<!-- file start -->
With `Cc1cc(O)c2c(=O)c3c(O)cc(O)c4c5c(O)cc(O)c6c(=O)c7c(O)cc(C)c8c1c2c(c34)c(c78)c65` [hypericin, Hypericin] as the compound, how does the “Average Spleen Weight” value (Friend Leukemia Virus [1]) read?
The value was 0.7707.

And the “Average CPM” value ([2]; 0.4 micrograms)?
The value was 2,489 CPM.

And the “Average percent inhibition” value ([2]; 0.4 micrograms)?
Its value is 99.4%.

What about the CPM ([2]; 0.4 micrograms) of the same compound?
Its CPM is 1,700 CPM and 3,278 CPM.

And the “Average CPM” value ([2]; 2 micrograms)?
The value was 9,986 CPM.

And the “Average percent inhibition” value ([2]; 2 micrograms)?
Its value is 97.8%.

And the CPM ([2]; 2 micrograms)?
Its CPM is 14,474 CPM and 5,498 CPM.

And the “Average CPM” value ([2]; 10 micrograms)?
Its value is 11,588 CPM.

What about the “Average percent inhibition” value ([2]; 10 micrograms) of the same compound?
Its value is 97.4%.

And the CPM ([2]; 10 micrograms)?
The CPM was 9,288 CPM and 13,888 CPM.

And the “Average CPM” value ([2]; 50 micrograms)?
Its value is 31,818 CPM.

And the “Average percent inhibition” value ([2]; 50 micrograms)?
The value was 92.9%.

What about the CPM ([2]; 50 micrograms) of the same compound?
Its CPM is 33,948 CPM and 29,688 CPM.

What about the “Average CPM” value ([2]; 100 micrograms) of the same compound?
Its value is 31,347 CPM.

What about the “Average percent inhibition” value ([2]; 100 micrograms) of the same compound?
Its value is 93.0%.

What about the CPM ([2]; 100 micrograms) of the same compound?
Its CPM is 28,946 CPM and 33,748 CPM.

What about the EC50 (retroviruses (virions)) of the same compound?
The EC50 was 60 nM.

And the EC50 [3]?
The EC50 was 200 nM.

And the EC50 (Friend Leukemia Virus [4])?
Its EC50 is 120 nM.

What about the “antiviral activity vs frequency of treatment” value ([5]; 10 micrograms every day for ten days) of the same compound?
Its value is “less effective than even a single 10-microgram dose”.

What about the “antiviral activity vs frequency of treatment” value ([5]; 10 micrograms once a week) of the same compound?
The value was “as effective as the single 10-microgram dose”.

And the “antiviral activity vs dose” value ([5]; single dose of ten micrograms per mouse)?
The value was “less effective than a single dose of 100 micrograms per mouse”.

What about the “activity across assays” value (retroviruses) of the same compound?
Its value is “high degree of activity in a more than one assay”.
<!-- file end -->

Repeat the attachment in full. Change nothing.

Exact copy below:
With `Cc1cc(O)c2c(=O)c3c(O)cc(O)c4c5c(O)cc(O)c6c(=O)c7c(O)cc(C)c8c1c2c(c34)c(c78)c65` [hypericin, Hypericin] as the compound, how does the “Average Spleen Weight” value (Friend Leukemia Virus [1]) read?
The value was 0.7707.

And the “Average CPM” value ([2]; 0.4 micrograms)?
The value was 2,489 CPM.

And the “Average percent inhibition” value ([2]; 0.4 micrograms)?
Its value is 99.4%.

What about the CPM ([2]; 0.4 micrograms) of the same compound?
Its CPM is 1,700 CPM and 3,278 CPM.

And the “Average CPM” value ([2]; 2 micrograms)?
The value was 9,986 CPM.

And the “Average percent inhibition” value ([2]; 2 micrograms)?
Its value is 97.8%.

And the CPM ([2]; 2 micrograms)?
Its CPM is 14,474 CPM and 5,498 CPM.

And the “Average CPM” value ([2]; 10 micrograms)?
Its value is 11,588 CPM.

What about the “Average percent inhibition” value ([2]; 10 micrograms) of the same compound?
Its value is 97.4%.

And the CPM ([2]; 10 micrograms)?
The CPM was 9,288 CPM and 13,888 CPM.

And the “Average CPM” value ([2]; 50 micrograms)?
Its value is 31,818 CPM.

And the “Average percent inhibition” value ([2]; 50 micrograms)?
The value was 92.9%.

What about the CPM ([2]; 50 micrograms) of the same compound?
Its CPM is 33,948 CPM and 29,688 CPM.

What about the “Average CPM” value ([2]; 100 micrograms) of the same compound?
Its value is 31,347 CPM.

What about the “Average percent inhibition” value ([2]; 100 micrograms) of the same compound?
Its value is 93.0%.

What about the CPM ([2]; 100 micrograms) of the same compound?
Its CPM is 28,946 CPM and 33,748 CPM.

What about the EC50 (retroviruses (virions)) of the same compound?
The EC50 was 60 nM.

And the EC50 [3]?
The EC50 was 200 nM.

And the EC50 (Friend Leukemia Virus [4])?
Its EC50 is 120 nM.

What about the “antiviral activity vs frequency of treatment” value ([5]; 10 micrograms every day for ten days) of the same compound?
Its value is “less effective than even a single 10-microgram dose”.

What about the “antiviral activity vs frequency of treatment” value ([5]; 10 micrograms once a week) of the same compound?
The value was “as effective as the single 10-microgram dose”.

And the “antiviral activity vs dose” value ([5]; single dose of ten micrograms per mouse)?
The value was “less effective than a single dose of 100 micrograms per mouse”.

What about the “activity across assays” value (retroviruses) of the same compound?
Its value is “high degree of activity in a more than one assay”.